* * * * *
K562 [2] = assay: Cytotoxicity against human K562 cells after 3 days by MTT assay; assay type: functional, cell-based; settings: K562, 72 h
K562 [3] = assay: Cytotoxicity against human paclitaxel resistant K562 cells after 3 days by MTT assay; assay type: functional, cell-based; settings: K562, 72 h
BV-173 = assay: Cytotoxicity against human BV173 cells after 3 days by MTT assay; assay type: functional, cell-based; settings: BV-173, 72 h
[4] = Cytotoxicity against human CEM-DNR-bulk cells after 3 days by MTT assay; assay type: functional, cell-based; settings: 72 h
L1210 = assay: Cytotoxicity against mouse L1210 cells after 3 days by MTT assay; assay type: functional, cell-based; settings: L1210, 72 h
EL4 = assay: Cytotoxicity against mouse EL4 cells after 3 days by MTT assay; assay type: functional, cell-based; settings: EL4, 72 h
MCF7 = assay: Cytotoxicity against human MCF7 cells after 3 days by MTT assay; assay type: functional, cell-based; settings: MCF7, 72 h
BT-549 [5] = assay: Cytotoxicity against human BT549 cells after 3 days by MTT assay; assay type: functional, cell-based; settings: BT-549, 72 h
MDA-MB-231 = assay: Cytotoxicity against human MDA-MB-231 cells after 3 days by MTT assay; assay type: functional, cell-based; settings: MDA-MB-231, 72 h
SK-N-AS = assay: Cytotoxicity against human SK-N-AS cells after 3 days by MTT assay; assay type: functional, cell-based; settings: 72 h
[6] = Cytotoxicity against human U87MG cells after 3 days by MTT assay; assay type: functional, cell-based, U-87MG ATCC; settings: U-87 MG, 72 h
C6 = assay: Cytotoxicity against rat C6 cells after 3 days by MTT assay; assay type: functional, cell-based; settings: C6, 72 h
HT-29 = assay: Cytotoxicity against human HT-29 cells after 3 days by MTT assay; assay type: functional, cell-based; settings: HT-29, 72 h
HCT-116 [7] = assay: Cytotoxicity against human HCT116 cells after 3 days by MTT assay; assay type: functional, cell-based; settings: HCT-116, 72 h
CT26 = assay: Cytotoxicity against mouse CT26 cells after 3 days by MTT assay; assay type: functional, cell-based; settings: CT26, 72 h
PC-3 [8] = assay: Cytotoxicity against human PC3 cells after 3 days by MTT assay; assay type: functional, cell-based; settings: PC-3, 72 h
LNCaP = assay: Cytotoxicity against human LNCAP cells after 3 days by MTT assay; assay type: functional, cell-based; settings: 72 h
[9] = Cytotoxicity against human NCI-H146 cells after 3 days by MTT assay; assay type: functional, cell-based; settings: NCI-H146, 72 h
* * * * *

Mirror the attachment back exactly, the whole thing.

K562 [2] = assay: Cytotoxicity against human K562 cells after 3 days by MTT assay; assay type: functional, cell-based; settings: K562, 72 h
K562 [3] = assay: Cytotoxicity against human paclitaxel resistant K562 cells after 3 days by MTT assay; assay type: functional, cell-based; settings: K562, 72 h
BV-173 = assay: Cytotoxicity against human BV173 cells after 3 days by MTT assay; assay type: functional, cell-based; settings: BV-173, 72 h
[4] = Cytotoxicity against human CEM-DNR-bulk cells after 3 days by MTT assay; assay type: functional, cell-based; settings: 72 h
L1210 = assay: Cytotoxicity against mouse L1210 cells after 3 days by MTT assay; assay type: functional, cell-based; settings: L1210, 72 h
EL4 = assay: Cytotoxicity against mouse EL4 cells after 3 days by MTT assay; assay type: functional, cell-based; settings: EL4, 72 h
MCF7 = assay: Cytotoxicity against human MCF7 cells after 3 days by MTT assay; assay type: functional, cell-based; settings: MCF7, 72 h
BT-549 [5] = assay: Cytotoxicity against human BT549 cells after 3 days by MTT assay; assay type: functional, cell-based; settings: BT-549, 72 h
MDA-MB-231 = assay: Cytotoxicity against human MDA-MB-231 cells after 3 days by MTT assay; assay type: functional, cell-based; settings: MDA-MB-231, 72 h
SK-N-AS = assay: Cytotoxicity against human SK-N-AS cells after 3 days by MTT assay; assay type: functional, cell-based; settings: 72 h
[6] = Cytotoxicity against human U87MG cells after 3 days by MTT assay; assay type: functional, cell-based, U-87MG ATCC; settings: U-87 MG, 72 h
C6 = assay: Cytotoxicity against rat C6 cells after 3 days by MTT assay; assay type: functional, cell-based; settings: C6, 72 h
HT-29 = assay: Cytotoxicity against human HT-29 cells after 3 days by MTT assay; assay type: functional, cell-based; settings: HT-29, 72 h
HCT-116 [7] = assay: Cytotoxicity against human HCT116 cells after 3 days by MTT assay; assay type: functional, cell-based; settings: HCT-116, 72 h
CT26 = assay: Cytotoxicity against mouse CT26 cells after 3 days by MTT assay; assay type: functional, cell-based; settings: CT26, 72 h
PC-3 [8] = assay: Cytotoxicity against human PC3 cells after 3 days by MTT assay; assay type: functional, cell-based; settings: PC-3, 72 h
LNCaP = assay: Cytotoxicity against human LNCAP cells after 3 days by MTT assay; assay type: functional, cell-based; settings: 72 h
[9] = Cytotoxicity against human NCI-H146 cells after 3 days by MTT assay; assay type: functional, cell-based; settings: NCI-H146, 72 h